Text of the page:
There are three main micro-CHP technologies, with the difference between them being the way in which they generate electricity:
Internal combustion engine CHP
This is the most proven technology. These are essentially, and sometimes literally, truck diesel engines modified to run on natural gas or heating oil, connected directly to an electrical generator. Waste heat is then taken from the engine’s cooling water and exhaust manifold and used for heating needs. The engines can have a higher electrical efficiency than a Stirling engine, but are larger and mainly installed in commercial-scale applications.
Fuel cell CHP technology
Fuel cell CHP technology generates electricity by taking energy from fuel at a chemical level rather than burning it. It uses a steam reformer to convert methane in the gas supply into carbon dioxide and hydrogen. The hydrogen then reacts with oxygen in the fuel cell to produce electricity. Waste heat is produced in this process, which is used within a hot water heating system.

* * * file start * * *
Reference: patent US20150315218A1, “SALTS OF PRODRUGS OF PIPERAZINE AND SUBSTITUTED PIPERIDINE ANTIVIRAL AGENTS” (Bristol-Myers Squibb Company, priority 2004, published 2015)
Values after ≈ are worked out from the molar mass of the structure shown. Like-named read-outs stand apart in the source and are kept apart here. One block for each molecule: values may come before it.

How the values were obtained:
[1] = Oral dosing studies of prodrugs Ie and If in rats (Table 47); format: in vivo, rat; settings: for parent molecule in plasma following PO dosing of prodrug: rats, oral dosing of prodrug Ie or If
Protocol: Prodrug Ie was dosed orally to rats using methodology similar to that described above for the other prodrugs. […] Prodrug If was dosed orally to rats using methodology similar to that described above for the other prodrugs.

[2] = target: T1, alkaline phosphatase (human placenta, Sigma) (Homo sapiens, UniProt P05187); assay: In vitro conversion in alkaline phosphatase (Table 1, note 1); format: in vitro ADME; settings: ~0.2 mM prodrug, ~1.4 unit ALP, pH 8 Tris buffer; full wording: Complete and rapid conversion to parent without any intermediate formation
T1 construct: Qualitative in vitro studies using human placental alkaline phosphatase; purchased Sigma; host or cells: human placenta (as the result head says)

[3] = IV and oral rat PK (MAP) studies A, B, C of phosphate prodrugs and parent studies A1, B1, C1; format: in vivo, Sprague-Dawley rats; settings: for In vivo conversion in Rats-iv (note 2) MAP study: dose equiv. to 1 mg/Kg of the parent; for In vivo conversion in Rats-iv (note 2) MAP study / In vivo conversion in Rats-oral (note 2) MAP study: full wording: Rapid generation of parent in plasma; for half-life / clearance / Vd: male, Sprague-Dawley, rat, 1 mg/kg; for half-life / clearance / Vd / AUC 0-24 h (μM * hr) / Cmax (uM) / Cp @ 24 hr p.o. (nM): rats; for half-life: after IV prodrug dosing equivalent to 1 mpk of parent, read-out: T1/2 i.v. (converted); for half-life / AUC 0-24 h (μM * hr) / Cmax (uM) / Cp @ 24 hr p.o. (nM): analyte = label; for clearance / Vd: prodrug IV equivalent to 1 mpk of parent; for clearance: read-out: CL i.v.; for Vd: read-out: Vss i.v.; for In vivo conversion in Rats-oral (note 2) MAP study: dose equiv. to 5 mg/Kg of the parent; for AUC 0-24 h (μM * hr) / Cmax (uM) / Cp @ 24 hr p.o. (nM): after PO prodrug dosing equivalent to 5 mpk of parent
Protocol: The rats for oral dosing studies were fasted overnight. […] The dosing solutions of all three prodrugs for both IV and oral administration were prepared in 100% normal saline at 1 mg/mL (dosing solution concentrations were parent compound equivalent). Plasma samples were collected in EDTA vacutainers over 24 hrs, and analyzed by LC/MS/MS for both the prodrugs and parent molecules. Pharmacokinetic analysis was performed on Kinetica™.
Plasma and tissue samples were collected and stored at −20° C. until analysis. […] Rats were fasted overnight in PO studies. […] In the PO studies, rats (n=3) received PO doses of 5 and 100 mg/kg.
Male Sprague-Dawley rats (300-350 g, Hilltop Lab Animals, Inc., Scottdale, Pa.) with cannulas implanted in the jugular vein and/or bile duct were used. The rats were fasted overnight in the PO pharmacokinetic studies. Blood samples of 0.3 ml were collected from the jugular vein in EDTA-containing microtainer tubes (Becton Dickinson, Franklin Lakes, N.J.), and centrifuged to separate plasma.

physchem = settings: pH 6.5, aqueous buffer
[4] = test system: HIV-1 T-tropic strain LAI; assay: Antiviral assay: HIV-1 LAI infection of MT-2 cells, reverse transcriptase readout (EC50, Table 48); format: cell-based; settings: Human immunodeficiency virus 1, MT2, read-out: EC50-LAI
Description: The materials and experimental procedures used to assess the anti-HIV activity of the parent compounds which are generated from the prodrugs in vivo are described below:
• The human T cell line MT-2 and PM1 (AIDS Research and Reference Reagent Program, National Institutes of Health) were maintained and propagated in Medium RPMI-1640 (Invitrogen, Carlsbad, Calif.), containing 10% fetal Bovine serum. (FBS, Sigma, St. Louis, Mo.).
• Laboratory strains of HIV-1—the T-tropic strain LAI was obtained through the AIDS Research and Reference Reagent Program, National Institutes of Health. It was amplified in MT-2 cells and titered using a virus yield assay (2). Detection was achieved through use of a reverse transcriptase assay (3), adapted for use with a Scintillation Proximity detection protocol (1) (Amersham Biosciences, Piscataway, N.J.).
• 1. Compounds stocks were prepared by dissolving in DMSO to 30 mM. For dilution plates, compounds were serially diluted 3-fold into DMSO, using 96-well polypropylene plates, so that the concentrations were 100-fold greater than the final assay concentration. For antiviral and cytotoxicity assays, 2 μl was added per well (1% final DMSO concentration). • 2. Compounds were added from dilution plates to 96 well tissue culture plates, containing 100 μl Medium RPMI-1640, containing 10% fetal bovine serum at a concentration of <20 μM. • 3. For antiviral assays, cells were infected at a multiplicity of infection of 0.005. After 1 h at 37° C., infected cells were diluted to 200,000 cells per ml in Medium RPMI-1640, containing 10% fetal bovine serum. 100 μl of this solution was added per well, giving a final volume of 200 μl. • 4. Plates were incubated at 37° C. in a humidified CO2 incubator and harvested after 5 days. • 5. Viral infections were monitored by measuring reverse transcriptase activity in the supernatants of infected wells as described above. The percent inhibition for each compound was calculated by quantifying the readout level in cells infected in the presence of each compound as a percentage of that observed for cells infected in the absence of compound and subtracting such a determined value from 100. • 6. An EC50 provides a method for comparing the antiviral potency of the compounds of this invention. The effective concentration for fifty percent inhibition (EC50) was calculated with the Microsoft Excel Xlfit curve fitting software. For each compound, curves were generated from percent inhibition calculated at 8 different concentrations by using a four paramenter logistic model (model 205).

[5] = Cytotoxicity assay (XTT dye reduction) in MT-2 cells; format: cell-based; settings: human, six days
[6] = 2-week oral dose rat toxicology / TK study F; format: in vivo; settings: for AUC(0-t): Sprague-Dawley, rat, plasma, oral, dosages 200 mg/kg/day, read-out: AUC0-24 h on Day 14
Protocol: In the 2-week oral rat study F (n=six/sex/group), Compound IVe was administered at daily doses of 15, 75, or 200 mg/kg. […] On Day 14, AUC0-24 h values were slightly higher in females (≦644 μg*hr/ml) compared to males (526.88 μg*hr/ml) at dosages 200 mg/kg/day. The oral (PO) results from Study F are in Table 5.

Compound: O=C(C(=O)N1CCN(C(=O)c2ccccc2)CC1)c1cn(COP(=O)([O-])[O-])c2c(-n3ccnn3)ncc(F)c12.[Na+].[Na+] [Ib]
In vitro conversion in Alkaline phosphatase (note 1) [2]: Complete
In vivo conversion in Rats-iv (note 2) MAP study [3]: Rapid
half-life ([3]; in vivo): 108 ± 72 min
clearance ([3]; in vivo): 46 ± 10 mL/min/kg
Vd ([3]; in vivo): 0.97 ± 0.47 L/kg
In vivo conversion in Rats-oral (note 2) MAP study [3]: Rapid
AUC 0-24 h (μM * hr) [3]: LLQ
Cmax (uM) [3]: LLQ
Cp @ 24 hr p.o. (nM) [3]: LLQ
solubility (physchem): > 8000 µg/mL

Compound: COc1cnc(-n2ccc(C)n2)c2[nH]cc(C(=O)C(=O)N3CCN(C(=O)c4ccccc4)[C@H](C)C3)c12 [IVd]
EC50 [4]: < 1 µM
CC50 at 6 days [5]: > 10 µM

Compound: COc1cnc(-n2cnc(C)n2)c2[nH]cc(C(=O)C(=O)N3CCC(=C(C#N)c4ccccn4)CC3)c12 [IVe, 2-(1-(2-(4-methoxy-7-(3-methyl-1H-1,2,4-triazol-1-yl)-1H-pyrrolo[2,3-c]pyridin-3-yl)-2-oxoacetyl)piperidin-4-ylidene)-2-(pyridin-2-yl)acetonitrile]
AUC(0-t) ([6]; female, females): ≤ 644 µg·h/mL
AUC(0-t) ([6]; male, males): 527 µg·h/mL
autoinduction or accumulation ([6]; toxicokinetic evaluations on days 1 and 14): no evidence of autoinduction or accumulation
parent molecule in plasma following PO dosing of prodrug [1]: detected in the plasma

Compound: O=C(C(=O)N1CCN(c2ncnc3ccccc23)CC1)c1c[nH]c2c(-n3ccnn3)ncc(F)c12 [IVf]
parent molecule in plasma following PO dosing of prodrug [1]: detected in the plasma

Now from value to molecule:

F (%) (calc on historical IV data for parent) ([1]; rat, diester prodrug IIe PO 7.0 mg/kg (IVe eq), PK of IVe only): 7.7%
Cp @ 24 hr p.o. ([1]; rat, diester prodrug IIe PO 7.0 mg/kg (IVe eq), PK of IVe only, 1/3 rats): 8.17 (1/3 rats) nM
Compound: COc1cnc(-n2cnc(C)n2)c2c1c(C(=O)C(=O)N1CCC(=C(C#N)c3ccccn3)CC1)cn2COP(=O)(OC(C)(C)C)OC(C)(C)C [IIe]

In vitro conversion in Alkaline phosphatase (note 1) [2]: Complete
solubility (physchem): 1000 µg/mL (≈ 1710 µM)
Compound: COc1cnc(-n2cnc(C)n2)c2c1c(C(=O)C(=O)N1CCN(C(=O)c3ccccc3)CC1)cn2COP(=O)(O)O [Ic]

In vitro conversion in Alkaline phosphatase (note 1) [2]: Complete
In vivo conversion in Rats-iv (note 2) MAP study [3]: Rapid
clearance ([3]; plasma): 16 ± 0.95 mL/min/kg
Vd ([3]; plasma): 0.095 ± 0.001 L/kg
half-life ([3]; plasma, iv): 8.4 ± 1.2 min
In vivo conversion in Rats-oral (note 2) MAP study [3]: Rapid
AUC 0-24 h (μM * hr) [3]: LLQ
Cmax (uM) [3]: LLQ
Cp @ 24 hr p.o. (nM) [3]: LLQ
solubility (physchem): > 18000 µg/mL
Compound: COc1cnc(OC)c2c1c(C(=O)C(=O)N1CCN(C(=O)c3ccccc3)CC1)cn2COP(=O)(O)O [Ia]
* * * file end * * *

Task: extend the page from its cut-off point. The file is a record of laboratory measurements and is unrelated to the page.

A Stirling engine CHP system is essentially a normal boiler with a Stirling engine built in. A Stirling engine is an external combustion engine that heats up when the boiler is being used. When this happens, gas stored in the Stirling engine expands due to the heat, and a piston connected to a generator produces electricity.
While they are much quieter than internal combustion engines, they can only generate electricity when the central heating is being used, so are less efficient.
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Article extract from https://energysavingtrust.org.uk/advice/micro-combined-heat-and-power/